Not only that, but it assumes you can throw a decent left hook. The trouble with Alberto's approach is that it assumes anything that flows out of you naturally is any good when you're a beginner. It's not. The beginner's first task is to learn to move in ways you find profoundly unnatural, because you've never moved that way before. That's why kata exists.
Once you've made the previously-unnatural movement patterns natural, then maybe you can get creative with them.
I invariably find somebody who disagrees with me lol but i am fine with that, it may have to do with two things:
1) i am a very bad aikidoka
2) i am a bit unconventional and creative in my points of view, so i can seem what i am not, namely a bit challenging.
My bet is that both
However, I see no contradiction and both
positions, in my own perception, are true.
You need obviously to attain mastery in one technique first, so you focus on that technique until a decent level of proficiency is attained. I perfectly understand this, so I don't contend it.
What I suggest, however, is that if you want to start seeing your techiniques flow
out of your hands, you must train in a way that is consistent
Such a way may be to let the pupil (even encourage) to place something else if what he was prescribed to place failed.
It is paramount, indeed paramount, in order to build up any really combat savvy psychology, that the trainee never gets ingrained into the habit of staring at his/her adversary as a frustrated puppy if his/her technique fails.
I found the more common way of training we use in dojos a bit too starched. Do this, you fail, stop start over. In my humble opinion, this is wrong because it does not educate to combat, and I feel that education to combat should be as early as possibile in Martial
A way to accommodate both positions could be: do this techinique, and if you fail keep
doing it in a flux, in a permanent motion, trying to reposition yourself instantly - do not stop everything and say: now let's start this over. No, that's not good.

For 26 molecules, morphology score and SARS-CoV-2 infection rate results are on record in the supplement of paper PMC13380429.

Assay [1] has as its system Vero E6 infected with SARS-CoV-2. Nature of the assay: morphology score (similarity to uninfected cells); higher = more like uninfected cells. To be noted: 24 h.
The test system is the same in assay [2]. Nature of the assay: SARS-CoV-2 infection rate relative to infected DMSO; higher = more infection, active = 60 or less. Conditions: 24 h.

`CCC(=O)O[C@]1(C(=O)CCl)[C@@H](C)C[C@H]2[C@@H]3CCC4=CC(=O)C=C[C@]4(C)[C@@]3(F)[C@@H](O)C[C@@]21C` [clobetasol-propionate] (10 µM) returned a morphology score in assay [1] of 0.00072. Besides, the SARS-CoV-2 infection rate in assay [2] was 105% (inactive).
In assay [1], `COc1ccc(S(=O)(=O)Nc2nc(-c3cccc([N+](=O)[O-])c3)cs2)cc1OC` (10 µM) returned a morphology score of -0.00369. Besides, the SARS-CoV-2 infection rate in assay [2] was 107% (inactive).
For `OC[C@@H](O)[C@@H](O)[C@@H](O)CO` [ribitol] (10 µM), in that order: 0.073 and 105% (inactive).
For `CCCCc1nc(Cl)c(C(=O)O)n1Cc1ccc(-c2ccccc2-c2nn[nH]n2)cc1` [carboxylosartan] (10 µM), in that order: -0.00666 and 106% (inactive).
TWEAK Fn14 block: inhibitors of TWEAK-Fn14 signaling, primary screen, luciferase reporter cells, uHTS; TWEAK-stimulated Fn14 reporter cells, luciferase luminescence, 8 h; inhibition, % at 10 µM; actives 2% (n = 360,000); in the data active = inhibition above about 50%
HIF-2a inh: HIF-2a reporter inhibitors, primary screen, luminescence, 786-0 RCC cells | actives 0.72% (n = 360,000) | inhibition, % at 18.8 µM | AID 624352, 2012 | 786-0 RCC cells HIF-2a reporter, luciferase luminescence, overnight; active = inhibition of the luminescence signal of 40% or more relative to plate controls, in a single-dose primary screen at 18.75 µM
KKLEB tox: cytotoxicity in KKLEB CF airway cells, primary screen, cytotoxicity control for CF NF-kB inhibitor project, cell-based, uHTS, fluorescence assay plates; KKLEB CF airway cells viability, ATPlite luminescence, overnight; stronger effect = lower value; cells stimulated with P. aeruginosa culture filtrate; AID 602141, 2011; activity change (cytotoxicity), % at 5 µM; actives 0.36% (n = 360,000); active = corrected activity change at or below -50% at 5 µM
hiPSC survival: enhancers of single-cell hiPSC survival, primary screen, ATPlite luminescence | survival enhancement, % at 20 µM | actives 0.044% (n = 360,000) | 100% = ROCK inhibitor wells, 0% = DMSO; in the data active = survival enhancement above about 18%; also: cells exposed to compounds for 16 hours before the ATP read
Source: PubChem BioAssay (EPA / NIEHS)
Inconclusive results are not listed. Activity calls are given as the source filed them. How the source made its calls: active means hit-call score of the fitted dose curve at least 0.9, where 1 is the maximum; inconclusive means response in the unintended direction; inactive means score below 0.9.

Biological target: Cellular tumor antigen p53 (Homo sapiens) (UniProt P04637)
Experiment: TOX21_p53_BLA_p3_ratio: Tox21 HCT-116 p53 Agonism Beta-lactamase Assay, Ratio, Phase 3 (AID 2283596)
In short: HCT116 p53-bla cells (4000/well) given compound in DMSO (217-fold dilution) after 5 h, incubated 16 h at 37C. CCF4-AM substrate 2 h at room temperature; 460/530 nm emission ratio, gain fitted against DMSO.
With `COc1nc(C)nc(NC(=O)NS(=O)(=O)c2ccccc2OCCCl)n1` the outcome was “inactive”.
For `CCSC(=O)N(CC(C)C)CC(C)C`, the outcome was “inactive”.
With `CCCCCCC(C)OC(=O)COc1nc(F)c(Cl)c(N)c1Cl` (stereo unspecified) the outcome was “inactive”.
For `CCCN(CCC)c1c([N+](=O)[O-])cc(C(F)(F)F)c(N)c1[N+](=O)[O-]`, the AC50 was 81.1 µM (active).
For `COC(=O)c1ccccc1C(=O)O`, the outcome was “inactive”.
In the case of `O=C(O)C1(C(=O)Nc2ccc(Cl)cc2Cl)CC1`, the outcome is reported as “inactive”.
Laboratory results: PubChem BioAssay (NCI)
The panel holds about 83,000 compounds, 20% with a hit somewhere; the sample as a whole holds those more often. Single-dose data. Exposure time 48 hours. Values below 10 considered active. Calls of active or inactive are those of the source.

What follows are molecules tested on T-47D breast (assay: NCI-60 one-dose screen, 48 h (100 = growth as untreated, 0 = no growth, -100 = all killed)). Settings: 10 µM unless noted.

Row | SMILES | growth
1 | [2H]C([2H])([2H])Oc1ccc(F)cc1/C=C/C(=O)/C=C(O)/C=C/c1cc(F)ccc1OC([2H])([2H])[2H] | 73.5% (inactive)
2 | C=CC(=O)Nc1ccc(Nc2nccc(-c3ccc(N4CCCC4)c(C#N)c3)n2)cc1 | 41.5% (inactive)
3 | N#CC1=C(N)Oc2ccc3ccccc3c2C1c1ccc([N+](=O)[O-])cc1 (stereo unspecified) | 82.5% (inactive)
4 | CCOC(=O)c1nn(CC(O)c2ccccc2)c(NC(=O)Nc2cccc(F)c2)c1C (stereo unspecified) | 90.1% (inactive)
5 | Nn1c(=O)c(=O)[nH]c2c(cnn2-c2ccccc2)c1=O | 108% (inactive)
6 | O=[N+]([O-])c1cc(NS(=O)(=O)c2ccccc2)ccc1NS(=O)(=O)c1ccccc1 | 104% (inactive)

Your uke is making things difficult for you, keep repositioning, keep trying - make me see at least 3 or 4 consecutive
tries. Make me see... the flux
The boxing jargon that has been brought in however is a metaphor that is not really appropriated, but this is in the nature of any metaphor so no one is to "blame" for this.
In boxing, in fact, you never train to learn one blow at a time.
You will never find in a boxing gym guys throwing uniquely
hooks until their hook is "good", or uniquely uppercuts until their uppercut is smashing and penetrating enough. Rather, you always see them training with combinations of blows (say jab jab, right, left uppercut, right, left hook right hook, now hurry step away - that's a good combination by the way).
Besides, since unlike aikido boxing includes competitions, the training on the ring is never accomplished focusing on one type of hit only. Boxing wants you to be "multitasking" nearly
since instant one.
It's a different schooling - which has not to be the Aikido schooling, I am not advocating this.
However the pupil that, upon failure, stops and looks for mummy to tell him what to do now, should be encouraged never to behave so. Mummy will intervene when mummy sees that fit. Until then, keep fighting
. You just learn so much just as much as you err.
I like it that way. I'm not expecting everybody to feel the same way anyway.